market economy is closely tied to its European neighbours, especially Germany,
and like Germany, its economy fared reasonably well during the financial crisis
(e.g. the country now has the lowest level of unemployment in the EU). Its
largest banks have spread their influence eastwards, to become major forces in Central
and Eastern Europe (CEE), and Austrian banks are present in, inter alia, Albania, Bosnia-Herzegovina,
Bulgaria, Belarus, Serbia, Montenegro, the Czech Republic, Croatia, Hungary, Poland,
Romania, Russia, Slovenia, Slovakia and the Ukraine.
banking sector can be divided into 7 subsectors: private banks, savings banks,
state mortgage banks, Raiﬀeisen credit cooperatives, Volksbanken credit cooperatives,
building and loan associations and special purpose banks. The biggest sectors
are the private banks, the Raiﬀeisen credit cooperatives and the savings banks
largest banks in Austria are Erste Group, Unicredit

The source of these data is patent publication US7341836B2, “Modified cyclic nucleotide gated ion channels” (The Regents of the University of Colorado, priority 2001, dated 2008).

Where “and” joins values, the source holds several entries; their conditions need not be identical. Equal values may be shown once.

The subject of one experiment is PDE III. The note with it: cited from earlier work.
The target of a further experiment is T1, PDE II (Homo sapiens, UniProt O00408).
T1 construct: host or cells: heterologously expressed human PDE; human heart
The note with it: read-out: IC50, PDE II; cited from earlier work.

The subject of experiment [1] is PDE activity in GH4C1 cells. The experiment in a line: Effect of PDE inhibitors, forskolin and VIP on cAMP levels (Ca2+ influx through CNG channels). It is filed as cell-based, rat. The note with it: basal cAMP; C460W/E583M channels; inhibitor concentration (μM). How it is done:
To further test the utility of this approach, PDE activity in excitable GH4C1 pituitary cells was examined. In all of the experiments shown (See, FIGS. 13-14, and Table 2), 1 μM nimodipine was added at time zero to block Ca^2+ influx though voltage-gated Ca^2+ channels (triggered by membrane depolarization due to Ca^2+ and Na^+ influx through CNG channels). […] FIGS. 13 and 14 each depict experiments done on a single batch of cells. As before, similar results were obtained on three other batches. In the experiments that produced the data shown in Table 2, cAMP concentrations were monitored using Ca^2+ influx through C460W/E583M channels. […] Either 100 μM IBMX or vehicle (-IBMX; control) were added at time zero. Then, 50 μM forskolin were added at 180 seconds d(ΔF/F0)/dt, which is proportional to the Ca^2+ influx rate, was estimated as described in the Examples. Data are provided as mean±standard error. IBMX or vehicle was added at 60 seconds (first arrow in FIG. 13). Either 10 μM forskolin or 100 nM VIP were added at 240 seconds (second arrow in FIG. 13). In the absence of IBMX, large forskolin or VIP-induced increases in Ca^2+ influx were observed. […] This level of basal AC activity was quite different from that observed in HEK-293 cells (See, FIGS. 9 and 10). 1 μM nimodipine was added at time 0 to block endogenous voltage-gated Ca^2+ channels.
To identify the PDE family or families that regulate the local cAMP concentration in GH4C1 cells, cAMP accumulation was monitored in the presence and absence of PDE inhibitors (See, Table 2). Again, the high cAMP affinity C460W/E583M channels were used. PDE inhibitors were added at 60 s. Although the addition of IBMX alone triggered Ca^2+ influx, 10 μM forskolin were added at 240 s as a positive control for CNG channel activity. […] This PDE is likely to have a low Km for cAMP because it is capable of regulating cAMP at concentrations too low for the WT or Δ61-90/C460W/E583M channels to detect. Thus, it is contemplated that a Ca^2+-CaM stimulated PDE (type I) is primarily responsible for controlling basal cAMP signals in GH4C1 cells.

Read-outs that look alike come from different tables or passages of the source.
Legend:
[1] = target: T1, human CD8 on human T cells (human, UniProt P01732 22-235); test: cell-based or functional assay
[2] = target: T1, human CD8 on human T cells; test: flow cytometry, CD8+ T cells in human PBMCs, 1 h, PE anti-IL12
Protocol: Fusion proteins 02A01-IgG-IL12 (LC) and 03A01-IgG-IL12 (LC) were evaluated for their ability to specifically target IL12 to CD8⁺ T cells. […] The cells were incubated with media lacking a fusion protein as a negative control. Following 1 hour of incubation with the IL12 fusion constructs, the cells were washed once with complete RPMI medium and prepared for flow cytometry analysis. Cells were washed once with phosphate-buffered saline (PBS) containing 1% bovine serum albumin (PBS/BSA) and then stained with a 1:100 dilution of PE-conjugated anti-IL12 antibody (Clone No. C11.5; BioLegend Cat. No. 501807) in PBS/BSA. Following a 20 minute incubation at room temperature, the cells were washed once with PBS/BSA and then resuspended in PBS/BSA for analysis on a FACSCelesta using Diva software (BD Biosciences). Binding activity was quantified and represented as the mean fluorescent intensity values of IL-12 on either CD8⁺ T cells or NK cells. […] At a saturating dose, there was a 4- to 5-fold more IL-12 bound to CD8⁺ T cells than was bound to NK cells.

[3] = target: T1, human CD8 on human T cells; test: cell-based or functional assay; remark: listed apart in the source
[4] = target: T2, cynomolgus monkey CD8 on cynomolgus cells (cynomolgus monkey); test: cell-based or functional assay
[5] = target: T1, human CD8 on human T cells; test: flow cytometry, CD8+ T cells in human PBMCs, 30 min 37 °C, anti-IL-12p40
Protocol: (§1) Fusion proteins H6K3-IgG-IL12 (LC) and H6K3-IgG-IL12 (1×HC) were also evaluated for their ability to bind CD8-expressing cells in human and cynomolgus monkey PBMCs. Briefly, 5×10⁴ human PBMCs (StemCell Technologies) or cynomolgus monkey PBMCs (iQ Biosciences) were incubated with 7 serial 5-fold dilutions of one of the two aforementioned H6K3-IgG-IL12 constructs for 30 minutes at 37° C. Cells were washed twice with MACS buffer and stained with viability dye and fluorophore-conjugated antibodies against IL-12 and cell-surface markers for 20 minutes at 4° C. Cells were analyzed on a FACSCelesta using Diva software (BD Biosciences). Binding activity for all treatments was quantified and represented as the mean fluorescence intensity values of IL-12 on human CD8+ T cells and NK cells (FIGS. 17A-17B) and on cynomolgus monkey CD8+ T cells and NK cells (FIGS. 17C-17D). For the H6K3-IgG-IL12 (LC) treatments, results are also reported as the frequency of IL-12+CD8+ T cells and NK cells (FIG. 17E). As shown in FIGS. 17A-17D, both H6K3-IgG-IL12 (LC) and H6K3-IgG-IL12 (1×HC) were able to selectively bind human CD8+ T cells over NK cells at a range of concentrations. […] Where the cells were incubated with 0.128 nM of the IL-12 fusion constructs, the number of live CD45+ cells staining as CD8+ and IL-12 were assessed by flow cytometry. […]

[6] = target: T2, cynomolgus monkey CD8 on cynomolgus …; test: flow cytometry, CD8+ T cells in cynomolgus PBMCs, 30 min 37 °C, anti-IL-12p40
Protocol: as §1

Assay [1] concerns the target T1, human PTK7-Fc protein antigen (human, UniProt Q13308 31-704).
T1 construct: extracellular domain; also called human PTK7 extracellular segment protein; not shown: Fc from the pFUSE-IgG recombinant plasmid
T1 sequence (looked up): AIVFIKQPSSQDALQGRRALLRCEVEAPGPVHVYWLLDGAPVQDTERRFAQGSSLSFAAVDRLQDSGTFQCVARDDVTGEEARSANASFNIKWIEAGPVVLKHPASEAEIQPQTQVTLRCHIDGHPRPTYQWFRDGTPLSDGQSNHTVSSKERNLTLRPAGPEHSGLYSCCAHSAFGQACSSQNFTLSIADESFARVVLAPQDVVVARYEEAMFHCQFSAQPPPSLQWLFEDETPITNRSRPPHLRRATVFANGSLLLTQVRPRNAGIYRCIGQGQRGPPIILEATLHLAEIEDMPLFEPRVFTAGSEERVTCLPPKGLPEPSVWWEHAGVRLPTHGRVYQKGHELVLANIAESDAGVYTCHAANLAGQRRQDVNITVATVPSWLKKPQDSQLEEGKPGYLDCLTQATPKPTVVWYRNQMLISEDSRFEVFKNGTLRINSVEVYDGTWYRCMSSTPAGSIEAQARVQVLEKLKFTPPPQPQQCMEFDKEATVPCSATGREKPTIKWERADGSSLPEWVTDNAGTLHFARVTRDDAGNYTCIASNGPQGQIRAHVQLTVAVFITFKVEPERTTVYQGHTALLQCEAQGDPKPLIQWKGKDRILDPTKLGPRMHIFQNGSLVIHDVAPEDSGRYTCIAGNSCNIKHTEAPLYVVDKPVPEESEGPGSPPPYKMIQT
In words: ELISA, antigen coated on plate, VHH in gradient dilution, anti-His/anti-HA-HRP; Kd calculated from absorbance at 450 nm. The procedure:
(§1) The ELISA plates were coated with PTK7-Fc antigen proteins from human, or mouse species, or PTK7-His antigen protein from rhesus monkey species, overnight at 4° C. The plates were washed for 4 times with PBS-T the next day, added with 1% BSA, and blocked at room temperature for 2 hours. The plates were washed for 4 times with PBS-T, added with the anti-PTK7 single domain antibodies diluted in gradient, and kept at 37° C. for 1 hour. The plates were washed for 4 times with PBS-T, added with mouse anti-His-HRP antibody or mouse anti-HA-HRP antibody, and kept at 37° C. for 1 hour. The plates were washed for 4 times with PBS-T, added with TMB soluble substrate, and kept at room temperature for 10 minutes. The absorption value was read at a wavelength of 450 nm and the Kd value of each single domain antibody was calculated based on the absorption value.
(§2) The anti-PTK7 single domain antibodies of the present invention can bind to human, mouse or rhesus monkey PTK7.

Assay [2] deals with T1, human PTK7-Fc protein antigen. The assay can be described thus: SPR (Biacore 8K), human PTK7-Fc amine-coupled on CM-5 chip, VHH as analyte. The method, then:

Bank Austria and RZB Group. Erste Group is Austria's largest by assets. UniCredit
Bank Austria (usually known simply as Bank Austria) is 96.35% owned by the
Group. RZB Group, or Raiffeisen Zentralbank Group, is 87.70% owned by
R-Landesbanken-Beteiligung GmbH, which in turn is owned by the nine Austrian
Raiffeisen regional banks. All three have extensive operations across the CEE
the financial crisis, three midsized Austrian banks, Hypo Alpe Adria,
Kommunalkredit and Osterreichische Volksbanken required government bail-outs, and
the Austrian government also took stakes in Erste Group and RZB (Source: FT).
In 2010 the government introduced a new bank
tax to help recoup the costs of the bail-outs.
Austria has two regulatory bodies for the financial
industry: the central bank, Oesterreichische
Nationalbank (OeNB) and the Austrian
Financial Market Authority (FMA). The FMA is an is responsible for
supervising the financial sector as a whole, including banks, insurance
companies, financial conglomerates, pension funds and the Vienna stock
FMA and the OeNB have joint responsibility for the supervision of banks. According
to the OeNB, it is responsible for fact finding, while the FMA is responsible
for decision-making, using information provided by the OeNB in thr course of
its work. For further information see the Central Bank's leaflet: How
are banks supervised in Austria?